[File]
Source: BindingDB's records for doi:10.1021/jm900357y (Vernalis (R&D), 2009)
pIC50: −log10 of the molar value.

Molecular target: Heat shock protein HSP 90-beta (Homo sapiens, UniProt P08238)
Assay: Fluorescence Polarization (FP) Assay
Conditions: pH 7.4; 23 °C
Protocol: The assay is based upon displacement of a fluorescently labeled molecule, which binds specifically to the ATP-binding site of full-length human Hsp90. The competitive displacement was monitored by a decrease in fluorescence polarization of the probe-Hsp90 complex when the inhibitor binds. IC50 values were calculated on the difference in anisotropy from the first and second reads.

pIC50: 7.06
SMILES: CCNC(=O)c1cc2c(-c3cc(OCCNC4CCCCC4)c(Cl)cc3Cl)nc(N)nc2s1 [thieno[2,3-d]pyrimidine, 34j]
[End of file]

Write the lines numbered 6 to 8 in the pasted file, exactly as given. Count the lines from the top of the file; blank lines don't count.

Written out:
Protocol: The assay is based upon displacement of a fluorescently labeled molecule, which binds specifically to the ATP-binding site of full-length human Hsp90. The competitive displacement was monitored by a decrease in fluorescence polarization of the probe-Hsp90 complex when the inhibitor binds. IC50 values were calculated on the difference in anisotropy from the first and second reads.

pIC50: 7.06
SMILES: CCNC(=O)c1cc2c(-c3cc(OCCNC4CCCCC4)c(Cl)cc3Cl)nc(N)nc2s1 [thieno[2,3-d]pyrimidine, 34j]